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Angry, surprising and downright bizarre: Strange scenes at the United Nations

Negar Mortazavi
Venezuela president Hugo Chavez at the United Nations general assembly in 2006: REUTERS

The annual general assembly of the United Nations starts this week in New York, with leaders from nearly 200 countries gathering for the world’s largest diplomatic event.

As thousands of delegates descend upon a tiny piece of land in eastern Manhattan, there will be no shortage of high-wire diplomacy and tense brinkmanship.

This year’s summit begins amid worldwide protests over climate change, increasing tensions between the US and Iran in the Persian Gulf, Brexit in the UK, renewed antagonism between India and Pakistan in Kashmir, unrest in Hong Kong, and the collapse of peace talks in Afghanistan.

The UN will once again be a forum for struggles over borders, national identities and the search for collective solutions to the world’s most pressing problems.

But events will have to take quite a turn to rival some of the most angry, surprising and downright bizarre episodes witnessed at the international body since its founding in 1945 in the wake of the Second World War.

One of the strangest happened in 1960, when the leader of the Soviet Union, Nikita Khrushchev, took exception to remarks made by a delegate from the Philippines about Soviet policies in eastern Europe.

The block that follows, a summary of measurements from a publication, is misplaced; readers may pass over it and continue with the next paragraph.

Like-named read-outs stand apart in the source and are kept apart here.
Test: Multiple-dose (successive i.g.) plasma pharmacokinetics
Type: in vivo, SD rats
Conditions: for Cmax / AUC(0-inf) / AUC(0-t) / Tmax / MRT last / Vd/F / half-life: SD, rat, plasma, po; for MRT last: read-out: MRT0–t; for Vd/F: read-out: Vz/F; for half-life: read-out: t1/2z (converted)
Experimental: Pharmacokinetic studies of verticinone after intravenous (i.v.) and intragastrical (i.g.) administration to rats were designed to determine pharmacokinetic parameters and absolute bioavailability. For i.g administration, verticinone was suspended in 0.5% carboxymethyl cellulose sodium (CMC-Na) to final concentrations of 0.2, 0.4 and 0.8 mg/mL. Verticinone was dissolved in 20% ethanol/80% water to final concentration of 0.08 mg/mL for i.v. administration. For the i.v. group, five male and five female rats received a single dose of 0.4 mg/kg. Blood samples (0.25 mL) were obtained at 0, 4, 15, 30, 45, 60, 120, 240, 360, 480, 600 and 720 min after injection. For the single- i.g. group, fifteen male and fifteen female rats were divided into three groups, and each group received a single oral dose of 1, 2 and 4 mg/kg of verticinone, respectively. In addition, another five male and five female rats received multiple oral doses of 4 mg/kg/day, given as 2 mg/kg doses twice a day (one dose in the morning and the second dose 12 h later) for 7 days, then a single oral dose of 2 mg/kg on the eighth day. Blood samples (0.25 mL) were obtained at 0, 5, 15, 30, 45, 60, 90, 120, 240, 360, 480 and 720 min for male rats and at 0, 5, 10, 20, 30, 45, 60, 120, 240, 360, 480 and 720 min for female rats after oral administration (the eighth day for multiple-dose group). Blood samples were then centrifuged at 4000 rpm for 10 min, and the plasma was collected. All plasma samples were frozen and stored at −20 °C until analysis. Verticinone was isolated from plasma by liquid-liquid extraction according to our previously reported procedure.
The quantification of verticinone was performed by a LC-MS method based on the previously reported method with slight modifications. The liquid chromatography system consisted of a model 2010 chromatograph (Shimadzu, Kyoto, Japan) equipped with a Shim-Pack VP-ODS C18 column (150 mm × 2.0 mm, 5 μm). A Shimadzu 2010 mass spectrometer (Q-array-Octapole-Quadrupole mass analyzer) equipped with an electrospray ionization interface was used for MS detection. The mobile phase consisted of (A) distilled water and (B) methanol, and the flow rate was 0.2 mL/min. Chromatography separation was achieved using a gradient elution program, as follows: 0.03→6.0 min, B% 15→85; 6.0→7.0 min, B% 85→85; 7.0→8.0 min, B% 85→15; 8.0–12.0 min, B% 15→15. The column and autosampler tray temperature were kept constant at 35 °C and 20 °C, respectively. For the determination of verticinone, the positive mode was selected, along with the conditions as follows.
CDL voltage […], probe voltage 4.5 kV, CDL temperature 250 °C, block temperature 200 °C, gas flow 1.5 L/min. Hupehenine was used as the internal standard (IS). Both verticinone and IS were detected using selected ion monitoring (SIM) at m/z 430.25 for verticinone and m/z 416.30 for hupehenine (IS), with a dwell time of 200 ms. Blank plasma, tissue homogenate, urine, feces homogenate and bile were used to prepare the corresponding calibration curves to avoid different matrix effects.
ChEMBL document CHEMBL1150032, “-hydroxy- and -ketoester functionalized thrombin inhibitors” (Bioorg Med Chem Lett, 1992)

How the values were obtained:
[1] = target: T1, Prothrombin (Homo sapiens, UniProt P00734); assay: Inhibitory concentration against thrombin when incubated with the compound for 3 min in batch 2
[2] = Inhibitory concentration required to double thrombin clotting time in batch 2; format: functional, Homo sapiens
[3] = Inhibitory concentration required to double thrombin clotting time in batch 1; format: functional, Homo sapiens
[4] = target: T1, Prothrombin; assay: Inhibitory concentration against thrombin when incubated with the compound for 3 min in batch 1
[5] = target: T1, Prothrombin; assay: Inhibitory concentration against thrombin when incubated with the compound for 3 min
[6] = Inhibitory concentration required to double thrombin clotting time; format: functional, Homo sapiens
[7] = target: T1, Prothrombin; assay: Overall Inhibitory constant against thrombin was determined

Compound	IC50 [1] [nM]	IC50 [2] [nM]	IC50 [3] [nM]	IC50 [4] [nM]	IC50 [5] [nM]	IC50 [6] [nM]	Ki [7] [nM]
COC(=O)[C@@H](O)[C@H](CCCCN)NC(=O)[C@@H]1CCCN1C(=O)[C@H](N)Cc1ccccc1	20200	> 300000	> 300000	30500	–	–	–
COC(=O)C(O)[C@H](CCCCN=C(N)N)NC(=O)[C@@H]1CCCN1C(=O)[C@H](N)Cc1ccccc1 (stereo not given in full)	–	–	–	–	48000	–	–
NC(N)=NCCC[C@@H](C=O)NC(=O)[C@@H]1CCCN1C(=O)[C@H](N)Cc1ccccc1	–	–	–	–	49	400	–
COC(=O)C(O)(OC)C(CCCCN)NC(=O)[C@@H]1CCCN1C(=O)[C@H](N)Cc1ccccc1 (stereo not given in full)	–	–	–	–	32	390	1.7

The belligerent communist - not a man used to being criticised in public - responded by banging the table with his fists. When that didn't silence the Filipino delegate he went a step further, taking off one of his shoes and banging that on the table instead.

The famous incident has generated several possible explanations over the years, including that he had removed his shoe because it was too tight, and that it had come off after being stepped on by a journalist. Khrushchev himself was said to be delighted by the angry reaction to the incident.

(Getty) Nikita Khrushchev, brandishing a glass rather than a shoe

One of the few world leaders to come close to matching Khrushchev's epic level of scorn for a rival was the Venezuelan president Hugo Chavez, in 2006.

An avowed opponent of the United States, the socialist leader compared then US president George W Bush to no less a figure than Satan. Speaking from the podium the day after Bush's address, Chavez told the assembly: "The devil came here yesterday!"

Crossing himself theatrically, briefly clasping his hands as if in prayer, and glancing heavenwards, he added: "Right here! And it smells of sulphur still today. Yesterday, ladies and gentlemen, from this rostrum, the president of the United States, the gentleman I refer to as the Devil came here, talking as if he owned the world."

His rhetoric provoked nervous laughter among some of the delegates.

There was more open laughter at the general assembly last year but this time it was the speaker who was left feeling uncomfortable - Donald Trump.

Addressing the general assembly for the second time since his election, Mr Trump clicked into rally mode by boasting about his achievements, only to find a far less sympathetic audience among his fellow world leaders.

As he claimed that he had already accomplished more than "almost any administration" in US history, laughter was heard around the chamber. Realising what was happening the president seemed to be momentarily thrown off balance. He paused, smiled awkwardly and said: "Wasn't expecting that reaction. But that's OK."